Vote yes: Take the pol­i­tics out of pub­lic safety Should fire­fighter pay match po­lice salaries?

Houston Chronicle Sunday - - OUTLOOK - By Pa­trick M. Lanc­ton

For Hous­ton fire­fight­ers, the last decade has been dif­fi­cult as we watched our pay dra­mat­i­cally erode. As the city of Hous­ton found ways to in­crease pay for po­lice of­fi­cers by 30 per­cent since 2011, our pay rose by only 3 per­cent in that time. One Hous­ton fire­fighter was even fea­tured on a poster for fed­er­ally sup­ported Sec­tion 8 hous­ing.

By vot­ing “yes” for Propo­si­tion B in the Novem­ber elec­tion, vot­ers can help take the pol­i­tics out of pub­lic safety in Hous­ton. Fire­fight­ers have asked the city for com­pet­i­tive pay and bet­ter work­ing con­di­tions for sev­eral years. This fol­lowed our giv­ing the city ma­jor con­ces­sions af­ter the econ­omy col­lapsed in 2008. City prom­ises of bet­ter pay when the econ­omy im­proved were not kept.

In­stead, city politi­cians refuse to equally value the ser­vice and sac­ri­fices of Hous­ton first re­spon­ders. Now, too many Hous­ton-trained fire­fight­ers are leav­ing for other de­part­ments around the na­tion, in­clud­ing sub­ur­ban de­part­ments that pay al­most twice the start­ing salary as Hous­ton.

Some sug­gest fire and po­lice jobs are dif­fer­ent and should not be linked by pay. In fact, fire and po­lice are paid equally on a rank-by-rank ba­sis through­out the United States — in­clud­ing in New York, Los An­ge­les, Chicago and Dal­las. The five branches of the mil­i­tary also have equal-pay struc­tures for hun­dreds of jobs. A navy chief petty of­fi­cer, for ex­am­ple, is paid the same as an army staff sergeant. And in Hous­ton, the pay of City Coun­cil mem­bers is linked with that of lo­cal judges. What no­body

“More than 75 per­cent of the sur­veyed cit­i­zens sup­ported com­pen­sat­ing our fire and po­lice pro­fes­sion­als equally. They rec­og­nized that the re­quire­ments and risks of the two jobs are sim­i­lar, and they viewed the is­sue as ur­gent.”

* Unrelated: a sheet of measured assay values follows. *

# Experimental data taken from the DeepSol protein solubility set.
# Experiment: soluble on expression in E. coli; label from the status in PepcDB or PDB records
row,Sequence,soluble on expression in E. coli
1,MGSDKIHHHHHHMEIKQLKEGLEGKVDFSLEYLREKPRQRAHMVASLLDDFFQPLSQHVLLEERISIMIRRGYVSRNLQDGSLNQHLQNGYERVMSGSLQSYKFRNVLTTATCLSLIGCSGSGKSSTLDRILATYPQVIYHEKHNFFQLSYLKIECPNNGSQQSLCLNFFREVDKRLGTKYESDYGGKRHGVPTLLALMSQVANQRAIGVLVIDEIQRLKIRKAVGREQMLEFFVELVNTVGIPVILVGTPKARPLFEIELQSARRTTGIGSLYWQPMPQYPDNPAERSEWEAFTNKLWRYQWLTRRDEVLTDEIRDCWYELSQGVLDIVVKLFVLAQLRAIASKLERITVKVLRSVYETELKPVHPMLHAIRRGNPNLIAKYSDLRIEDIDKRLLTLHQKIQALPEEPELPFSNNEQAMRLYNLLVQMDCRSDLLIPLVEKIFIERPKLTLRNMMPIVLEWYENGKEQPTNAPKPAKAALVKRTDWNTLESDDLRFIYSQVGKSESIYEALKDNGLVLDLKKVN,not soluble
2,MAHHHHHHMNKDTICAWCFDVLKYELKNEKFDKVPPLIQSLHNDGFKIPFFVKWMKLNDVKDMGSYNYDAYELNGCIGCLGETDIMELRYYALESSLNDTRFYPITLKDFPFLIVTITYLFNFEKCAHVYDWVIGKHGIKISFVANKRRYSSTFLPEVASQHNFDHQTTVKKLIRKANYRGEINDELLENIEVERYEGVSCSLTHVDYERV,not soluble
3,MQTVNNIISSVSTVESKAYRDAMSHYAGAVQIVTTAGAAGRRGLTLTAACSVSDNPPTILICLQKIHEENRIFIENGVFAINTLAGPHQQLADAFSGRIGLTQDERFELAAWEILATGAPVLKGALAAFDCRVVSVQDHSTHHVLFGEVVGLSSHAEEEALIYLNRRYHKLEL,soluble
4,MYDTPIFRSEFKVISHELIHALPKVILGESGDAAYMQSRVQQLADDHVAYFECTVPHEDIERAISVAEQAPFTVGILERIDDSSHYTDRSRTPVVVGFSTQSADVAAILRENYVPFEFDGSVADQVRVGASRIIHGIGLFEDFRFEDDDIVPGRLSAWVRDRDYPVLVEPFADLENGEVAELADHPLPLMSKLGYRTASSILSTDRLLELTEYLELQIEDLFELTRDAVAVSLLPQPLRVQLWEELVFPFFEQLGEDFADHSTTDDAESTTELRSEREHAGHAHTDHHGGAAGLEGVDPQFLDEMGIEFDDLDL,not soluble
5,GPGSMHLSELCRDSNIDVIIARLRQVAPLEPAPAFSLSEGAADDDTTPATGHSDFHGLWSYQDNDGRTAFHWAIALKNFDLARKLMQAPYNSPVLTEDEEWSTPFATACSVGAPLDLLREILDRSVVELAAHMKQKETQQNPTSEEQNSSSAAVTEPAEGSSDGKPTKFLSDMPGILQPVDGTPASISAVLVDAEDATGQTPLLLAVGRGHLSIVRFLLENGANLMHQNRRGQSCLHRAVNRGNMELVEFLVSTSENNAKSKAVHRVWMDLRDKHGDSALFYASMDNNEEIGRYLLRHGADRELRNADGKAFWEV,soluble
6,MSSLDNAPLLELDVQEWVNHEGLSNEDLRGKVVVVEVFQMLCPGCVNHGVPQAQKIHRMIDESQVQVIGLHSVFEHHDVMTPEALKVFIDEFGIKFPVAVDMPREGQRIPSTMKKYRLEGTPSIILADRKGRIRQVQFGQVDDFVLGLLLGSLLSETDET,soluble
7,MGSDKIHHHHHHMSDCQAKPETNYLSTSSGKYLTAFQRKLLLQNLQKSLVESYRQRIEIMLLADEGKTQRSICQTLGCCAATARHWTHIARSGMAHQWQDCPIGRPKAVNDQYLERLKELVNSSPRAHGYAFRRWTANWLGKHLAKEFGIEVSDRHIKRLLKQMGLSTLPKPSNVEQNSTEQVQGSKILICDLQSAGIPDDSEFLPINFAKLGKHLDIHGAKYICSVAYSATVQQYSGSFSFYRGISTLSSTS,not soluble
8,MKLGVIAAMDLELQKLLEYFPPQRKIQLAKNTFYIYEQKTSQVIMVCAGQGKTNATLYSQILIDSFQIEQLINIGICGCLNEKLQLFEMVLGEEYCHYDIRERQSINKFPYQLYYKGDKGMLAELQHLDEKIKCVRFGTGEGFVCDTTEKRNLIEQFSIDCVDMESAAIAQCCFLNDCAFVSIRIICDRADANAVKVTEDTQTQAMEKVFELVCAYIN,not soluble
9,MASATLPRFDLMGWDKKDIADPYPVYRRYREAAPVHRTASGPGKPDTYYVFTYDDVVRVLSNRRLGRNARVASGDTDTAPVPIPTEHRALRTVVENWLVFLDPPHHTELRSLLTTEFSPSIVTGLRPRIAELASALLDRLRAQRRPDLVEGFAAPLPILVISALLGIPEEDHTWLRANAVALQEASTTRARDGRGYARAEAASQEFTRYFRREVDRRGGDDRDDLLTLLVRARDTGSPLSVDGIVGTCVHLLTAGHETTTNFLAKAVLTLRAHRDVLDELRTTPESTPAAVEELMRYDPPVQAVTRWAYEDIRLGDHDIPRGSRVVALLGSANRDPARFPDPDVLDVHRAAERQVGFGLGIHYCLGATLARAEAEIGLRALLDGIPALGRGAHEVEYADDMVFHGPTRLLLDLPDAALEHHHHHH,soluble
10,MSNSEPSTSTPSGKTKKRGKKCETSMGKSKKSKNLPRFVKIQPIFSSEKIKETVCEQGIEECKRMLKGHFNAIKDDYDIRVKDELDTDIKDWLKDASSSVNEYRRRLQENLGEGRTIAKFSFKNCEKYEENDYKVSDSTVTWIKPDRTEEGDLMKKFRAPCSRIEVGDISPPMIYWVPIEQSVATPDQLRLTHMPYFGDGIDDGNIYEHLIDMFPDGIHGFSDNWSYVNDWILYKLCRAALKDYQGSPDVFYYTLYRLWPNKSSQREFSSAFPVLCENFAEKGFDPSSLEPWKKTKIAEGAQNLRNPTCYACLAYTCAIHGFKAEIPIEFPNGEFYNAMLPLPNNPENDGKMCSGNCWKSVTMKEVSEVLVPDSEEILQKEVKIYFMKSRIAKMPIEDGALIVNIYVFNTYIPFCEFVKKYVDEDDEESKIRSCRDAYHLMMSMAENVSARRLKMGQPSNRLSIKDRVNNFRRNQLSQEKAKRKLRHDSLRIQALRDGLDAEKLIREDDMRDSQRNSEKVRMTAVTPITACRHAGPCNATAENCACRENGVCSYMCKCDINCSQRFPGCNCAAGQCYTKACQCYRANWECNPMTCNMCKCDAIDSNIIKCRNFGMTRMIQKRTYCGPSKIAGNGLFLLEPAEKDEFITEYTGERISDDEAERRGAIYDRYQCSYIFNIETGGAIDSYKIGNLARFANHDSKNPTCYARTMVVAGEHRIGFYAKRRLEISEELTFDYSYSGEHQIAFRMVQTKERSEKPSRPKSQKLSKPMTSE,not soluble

men­tions lo­cally any­more is that po­lice and fire­fight­ers had pay par­ity for many years here — at the re­quest of po­lice.

The city of Hous­ton’s so-called of­fers of fire­fighter pay raises in re­cent years are mostly po­lit­i­cal smoke and mir­rors. The pro­posed “raises” of­fers came with ma­jor work­place con­ces­sions, thou­sands of dol­lars of in­creased health in­surance pre­mi­ums per fire­fighter, and con­tin­u­ing threats of fire­fight­ers lay­offs and sta­tion clo­sures. In other words, the city ex­pected us to fund our own pay raises.

Some ask how fire­fighter raises should be funded. Since Hous­ton has a cap on prop­erty taxes, vot­ing “YES” for Prop. B would not raise taxes. The Hous­ton Fire De­part­ment gen­er­ates more than $100 mil­lion an­nu­ally in busi­ness per­mits, fees and other ser­vices. Sim­ply mov­ing that rev­enue to the fire de­part­ment bud­get, in­stead of rak­ing it into the gen­eral fund, would fund the pay raise. Another con­sid­er­a­tion is that not one cent of the voter-ap­proved Prop. H “pub­lic safety” fund cre­ated in 2006 has gone to the fire de­part­ment bud­get. With strong city rev­enues, the fund can gen­er­ate up to $90 mil­lion per year. Since the fire de­part­ment bud­get has re­peat­edly been cut in the past decade, the city’s ex­pen­di­tures from this fund de­serve fur­ther scru­tiny.

In June, a sci­en­tific sur­vey was taken of Hous­ton res­i­dents. More than 75 per­cent of the sur­veyed cit­i­zens sup­ported com­pen­sat­ing our fire and po­lice pro­fes­sion­als equally. They rec­og­nized that the re­quire­ments and risks of the two jobs are sim­i­lar, and they viewed the is­sue as ur­gent. The same was true of the 60,000 Hous­ton vot­ers that signed pe­ti­tions — in record time, just over a week — to put the pay raise on the bal­lot.

If the city had cer­ti­fied the sig­na­tures on time, in ac­cor­dance with the law, this elec­tion would have been held last year. In­stead, some city politi­cians chose to pun­ish fire­fight­ers for seek­ing voter help. It ac­tu­ally took an or­der from a state dis­trict judge to com­pel the city to obey the law and cer­tify the pe­ti­tions and hold the elec­tion.

Pol­i­tics aside, we ap­pre­ci­ate the sup­port of the more 60,000 Hous­ton vot­ers who signed pe­ti­tions in sup­port of us. We also re­main grate­ful that fire and EMS were once again the top-rated ser­vice pro­vided by the city of Hous­ton. Through it all, we con­tinue to strive to main­tain the trust of the com­mu­ni­ties we serve. With that in mind, we re­spect­fully ask Hous­ton vot­ers to ap­prove a hard-earned fire­fighter pay raise.

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